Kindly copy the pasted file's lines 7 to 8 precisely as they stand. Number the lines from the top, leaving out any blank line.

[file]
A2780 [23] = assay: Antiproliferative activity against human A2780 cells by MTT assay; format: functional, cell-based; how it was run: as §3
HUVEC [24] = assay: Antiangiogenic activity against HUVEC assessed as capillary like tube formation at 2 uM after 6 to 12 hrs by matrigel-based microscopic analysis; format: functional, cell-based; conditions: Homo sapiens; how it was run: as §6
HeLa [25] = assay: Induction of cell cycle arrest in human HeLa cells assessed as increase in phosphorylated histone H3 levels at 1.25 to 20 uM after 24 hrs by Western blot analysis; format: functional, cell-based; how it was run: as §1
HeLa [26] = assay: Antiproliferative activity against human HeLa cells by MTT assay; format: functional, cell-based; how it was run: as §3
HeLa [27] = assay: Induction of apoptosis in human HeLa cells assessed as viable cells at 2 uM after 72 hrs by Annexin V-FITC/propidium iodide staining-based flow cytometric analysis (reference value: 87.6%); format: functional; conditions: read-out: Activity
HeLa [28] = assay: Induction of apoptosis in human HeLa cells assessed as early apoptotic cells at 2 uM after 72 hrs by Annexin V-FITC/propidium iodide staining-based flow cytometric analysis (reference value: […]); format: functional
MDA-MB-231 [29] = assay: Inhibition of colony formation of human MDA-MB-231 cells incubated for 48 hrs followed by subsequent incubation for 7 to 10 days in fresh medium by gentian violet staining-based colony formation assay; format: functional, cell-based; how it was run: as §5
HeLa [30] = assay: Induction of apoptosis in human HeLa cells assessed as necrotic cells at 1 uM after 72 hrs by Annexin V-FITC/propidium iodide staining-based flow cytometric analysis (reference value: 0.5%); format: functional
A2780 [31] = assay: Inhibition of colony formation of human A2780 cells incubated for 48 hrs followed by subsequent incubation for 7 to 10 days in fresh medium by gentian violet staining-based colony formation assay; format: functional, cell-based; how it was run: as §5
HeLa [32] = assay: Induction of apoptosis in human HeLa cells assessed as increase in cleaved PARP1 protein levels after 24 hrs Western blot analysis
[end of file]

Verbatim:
MDA-MB-231 [29] = assay: Inhibition of colony formation of human MDA-MB-231 cells incubated for 48 hrs followed by subsequent incubation for 7 to 10 days in fresh medium by gentian violet staining-based colony formation assay; format: functional, cell-based; how it was run: as §5
HeLa [30] = assay: Induction of apoptosis in human HeLa cells assessed as necrotic cells at 1 uM after 72 hrs by Annexin V-FITC/propidium iodide staining-based flow cytometric analysis (reference value: 0.5%); format: functional